While President Barack Obama pursues a carefully calibrated carrot-and-stick policy toward Iran, a gang of hawks is drumming up a drive for another major war instead of merely an option lying on the table.
The most recent example is the red meat thrown to AIPAC, the American Israel Public Affairs Committee, at its annual policy conference in Washington by Sens. Evan Bayh, D-Ind., Chuck Schumer, D-N.Y., and Lindsey Graham, R-S.C. Each of them either suggested or said outright that diplomacy has failed and it was time to consider using force to prevent Iran from getting nuclear weapons. Their words sounded much like the buildup for the 2003 invasion of Iraq, an unprovoked war that is still going on and was actively promoted by AIPAC, probably the most powerful Washington lobby. As widely reported, AIPAC succeeded in getting removed from a recent funding bill for the Iraq war a clause forbidding war against Iran without congressional approval.
Sen. Graham said that “war is a terrible thing.” He went on: “But I do know this: that sometimes it’s better to go to war than it is to allow the Holocaust to develop a second time.” To cheers and applause, he said, “My belief is a military strike stopping the Iranian government from having a nuclear weapon is more effective than trying to deal with the Iranian government after they have one.”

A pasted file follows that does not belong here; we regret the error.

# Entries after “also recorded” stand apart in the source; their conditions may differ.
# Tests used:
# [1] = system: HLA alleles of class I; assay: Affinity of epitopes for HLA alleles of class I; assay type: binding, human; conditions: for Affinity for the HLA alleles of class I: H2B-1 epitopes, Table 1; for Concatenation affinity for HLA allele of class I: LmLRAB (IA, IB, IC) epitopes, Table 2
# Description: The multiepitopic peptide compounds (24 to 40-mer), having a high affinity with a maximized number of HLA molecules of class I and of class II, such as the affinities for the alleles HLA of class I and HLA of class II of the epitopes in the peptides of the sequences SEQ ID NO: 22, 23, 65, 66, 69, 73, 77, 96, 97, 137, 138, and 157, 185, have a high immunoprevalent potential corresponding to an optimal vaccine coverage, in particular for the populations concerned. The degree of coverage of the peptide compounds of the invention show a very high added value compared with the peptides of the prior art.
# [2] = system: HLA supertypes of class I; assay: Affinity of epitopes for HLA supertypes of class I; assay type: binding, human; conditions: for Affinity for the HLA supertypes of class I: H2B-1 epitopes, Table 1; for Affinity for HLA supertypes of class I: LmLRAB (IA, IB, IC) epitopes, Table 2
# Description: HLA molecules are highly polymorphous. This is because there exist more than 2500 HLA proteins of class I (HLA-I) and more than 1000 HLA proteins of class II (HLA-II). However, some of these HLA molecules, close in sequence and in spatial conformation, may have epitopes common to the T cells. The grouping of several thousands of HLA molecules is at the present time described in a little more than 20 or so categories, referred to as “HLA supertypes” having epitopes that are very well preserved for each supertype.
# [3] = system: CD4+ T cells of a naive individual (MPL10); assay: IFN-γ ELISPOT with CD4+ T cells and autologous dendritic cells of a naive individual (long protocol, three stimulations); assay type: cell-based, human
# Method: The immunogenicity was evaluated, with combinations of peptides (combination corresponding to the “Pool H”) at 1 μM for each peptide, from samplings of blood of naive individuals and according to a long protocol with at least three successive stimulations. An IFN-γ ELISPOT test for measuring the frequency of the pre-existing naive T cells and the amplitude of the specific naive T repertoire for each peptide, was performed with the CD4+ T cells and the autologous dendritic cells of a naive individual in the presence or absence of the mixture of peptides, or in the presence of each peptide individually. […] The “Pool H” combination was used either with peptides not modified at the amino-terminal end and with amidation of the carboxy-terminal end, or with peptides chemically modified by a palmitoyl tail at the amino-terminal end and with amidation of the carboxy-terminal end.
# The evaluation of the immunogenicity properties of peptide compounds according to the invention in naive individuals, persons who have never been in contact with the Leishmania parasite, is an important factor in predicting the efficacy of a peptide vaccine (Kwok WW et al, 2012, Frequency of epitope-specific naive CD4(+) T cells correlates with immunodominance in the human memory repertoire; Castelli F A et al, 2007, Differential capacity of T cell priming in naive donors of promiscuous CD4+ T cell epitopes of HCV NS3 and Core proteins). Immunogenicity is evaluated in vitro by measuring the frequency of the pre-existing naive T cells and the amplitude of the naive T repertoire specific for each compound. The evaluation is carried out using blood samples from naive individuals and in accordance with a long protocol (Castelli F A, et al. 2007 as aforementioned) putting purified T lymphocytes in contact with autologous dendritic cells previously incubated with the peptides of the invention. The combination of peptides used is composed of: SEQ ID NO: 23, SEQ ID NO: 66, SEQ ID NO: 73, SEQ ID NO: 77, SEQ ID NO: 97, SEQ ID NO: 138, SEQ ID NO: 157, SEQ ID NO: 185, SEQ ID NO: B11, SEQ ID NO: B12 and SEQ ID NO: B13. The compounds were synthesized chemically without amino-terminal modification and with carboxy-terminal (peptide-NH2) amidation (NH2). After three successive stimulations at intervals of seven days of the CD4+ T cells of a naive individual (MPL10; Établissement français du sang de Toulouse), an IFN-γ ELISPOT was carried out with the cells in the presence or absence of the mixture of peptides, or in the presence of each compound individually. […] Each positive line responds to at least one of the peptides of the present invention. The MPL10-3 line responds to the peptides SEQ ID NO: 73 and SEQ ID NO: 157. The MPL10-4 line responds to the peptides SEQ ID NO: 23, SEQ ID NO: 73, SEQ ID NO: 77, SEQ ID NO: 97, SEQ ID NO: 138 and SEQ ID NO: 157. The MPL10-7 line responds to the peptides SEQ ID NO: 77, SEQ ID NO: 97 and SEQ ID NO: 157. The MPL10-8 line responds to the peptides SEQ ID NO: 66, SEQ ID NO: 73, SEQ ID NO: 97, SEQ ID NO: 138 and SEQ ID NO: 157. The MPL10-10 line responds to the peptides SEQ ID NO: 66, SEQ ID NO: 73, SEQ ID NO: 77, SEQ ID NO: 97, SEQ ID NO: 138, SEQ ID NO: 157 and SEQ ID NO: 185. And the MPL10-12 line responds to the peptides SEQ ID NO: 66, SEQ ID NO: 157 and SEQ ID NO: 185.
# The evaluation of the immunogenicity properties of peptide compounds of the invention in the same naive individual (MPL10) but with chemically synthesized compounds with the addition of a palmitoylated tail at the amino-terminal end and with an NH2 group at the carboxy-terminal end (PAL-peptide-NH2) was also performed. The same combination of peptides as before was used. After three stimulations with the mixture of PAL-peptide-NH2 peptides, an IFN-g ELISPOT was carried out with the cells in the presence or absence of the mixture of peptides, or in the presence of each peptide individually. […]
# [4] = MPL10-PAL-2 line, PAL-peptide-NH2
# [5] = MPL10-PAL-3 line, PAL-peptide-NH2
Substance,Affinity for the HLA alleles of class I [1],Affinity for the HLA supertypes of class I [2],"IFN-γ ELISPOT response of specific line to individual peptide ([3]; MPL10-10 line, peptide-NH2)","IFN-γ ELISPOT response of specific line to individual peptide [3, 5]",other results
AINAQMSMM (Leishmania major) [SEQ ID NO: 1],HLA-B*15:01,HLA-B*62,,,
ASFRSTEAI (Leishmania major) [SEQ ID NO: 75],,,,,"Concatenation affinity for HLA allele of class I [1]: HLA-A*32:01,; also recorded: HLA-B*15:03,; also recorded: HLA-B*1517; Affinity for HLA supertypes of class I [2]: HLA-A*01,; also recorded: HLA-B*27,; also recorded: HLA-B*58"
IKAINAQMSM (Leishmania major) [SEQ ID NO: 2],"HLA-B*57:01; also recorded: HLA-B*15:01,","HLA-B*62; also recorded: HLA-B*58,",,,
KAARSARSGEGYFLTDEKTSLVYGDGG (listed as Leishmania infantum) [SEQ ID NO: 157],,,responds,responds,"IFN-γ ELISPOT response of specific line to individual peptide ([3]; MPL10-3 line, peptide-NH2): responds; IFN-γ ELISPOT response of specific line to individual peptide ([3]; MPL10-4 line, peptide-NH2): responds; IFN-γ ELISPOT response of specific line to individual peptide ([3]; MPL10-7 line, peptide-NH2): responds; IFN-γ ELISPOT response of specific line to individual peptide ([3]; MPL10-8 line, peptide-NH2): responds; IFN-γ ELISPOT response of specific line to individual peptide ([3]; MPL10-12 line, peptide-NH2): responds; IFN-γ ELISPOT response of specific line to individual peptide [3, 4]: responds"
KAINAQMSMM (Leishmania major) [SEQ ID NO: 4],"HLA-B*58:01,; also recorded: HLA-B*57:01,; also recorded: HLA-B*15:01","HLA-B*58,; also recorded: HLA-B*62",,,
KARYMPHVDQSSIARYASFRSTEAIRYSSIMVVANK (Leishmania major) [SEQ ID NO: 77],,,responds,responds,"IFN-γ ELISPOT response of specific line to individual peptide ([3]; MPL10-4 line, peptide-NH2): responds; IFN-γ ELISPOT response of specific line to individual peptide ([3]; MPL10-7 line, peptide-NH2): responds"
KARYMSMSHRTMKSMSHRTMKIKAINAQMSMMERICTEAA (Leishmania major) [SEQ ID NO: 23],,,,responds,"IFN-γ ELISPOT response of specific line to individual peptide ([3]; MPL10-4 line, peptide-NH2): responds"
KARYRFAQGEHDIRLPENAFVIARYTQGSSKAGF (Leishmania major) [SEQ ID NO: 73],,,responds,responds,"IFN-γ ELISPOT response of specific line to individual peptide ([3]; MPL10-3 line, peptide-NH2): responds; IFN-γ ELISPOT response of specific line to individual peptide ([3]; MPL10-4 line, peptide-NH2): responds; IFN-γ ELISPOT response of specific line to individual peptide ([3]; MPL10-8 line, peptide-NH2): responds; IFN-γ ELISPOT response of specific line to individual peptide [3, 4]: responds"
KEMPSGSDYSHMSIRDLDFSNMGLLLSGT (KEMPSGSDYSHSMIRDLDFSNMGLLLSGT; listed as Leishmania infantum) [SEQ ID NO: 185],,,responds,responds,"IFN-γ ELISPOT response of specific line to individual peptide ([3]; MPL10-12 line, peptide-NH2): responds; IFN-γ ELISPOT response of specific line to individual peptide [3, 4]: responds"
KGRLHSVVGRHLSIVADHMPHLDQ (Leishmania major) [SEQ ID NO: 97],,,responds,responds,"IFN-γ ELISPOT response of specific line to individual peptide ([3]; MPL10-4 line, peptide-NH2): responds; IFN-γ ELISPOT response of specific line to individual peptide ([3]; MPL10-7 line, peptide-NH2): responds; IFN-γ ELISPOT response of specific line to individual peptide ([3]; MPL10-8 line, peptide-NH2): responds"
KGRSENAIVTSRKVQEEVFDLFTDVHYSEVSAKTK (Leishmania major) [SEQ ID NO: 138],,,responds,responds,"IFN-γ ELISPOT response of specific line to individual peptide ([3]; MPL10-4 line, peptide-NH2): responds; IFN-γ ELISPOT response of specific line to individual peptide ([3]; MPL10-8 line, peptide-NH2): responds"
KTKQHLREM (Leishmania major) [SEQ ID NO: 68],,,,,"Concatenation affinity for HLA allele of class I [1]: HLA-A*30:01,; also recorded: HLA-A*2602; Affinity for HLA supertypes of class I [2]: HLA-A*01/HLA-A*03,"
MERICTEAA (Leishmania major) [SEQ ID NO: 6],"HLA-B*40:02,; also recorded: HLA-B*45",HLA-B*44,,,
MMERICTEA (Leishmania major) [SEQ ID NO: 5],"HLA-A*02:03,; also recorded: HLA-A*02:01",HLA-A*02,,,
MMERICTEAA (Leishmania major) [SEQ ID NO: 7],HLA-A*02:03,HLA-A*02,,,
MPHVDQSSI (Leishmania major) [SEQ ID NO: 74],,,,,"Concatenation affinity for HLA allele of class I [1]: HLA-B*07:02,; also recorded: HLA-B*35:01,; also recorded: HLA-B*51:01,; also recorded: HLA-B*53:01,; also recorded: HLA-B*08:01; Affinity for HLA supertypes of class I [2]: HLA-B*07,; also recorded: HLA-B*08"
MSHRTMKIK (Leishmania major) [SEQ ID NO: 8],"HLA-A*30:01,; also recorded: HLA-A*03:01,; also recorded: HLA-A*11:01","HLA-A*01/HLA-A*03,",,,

He would not be satisfied with a mere aerial strike to take out Iran’s nuclear plants. He went on: “And if military force is ever employed, it should be done in a decisive fashion. The Iranian government’s ability to wage conventional warfare should not exist. They should not have one plane that can fly or one ship that can float.”
In Prague last week, President Obama said his nuclear arms discussions with the Russians would help achieve “strong, tough” sanctions against Iran this spring. He said they would help to “present to Iran reasonable options that would allow it to clearly distance itself from nuclear weapons and pursue a path of peaceful nuclear energy.”
How should Americans weigh these contrasting approaches? Prepare now to wage total war against Iran, or continue to give diplomacy a chance? The best advice was given a year ago on these pages by columnist Gwynne Dyer. It boiled down to “don’t panic.” He noted that Iran had “basically” abided by the nuclear Non-Proliferation Treaty, which it (and not Israel) has signed. The treaty allows members to develop nuclear fuel for peaceful purposes, as Iran insists it is doing, and even keep options open to develop nuclear weapons.
He denied that Iran, however difficult in behavior, is a rogue nation, bent on suicidal nuclear war, or a terrorist state. It does supply weapons to “terrorist organizations,” but Hezbollah has seats in the Lebanese parliament and Hamas is seeking diplomatic relations with Washington.
President Obama certainly has a big stick, but he is doing well to walk softly.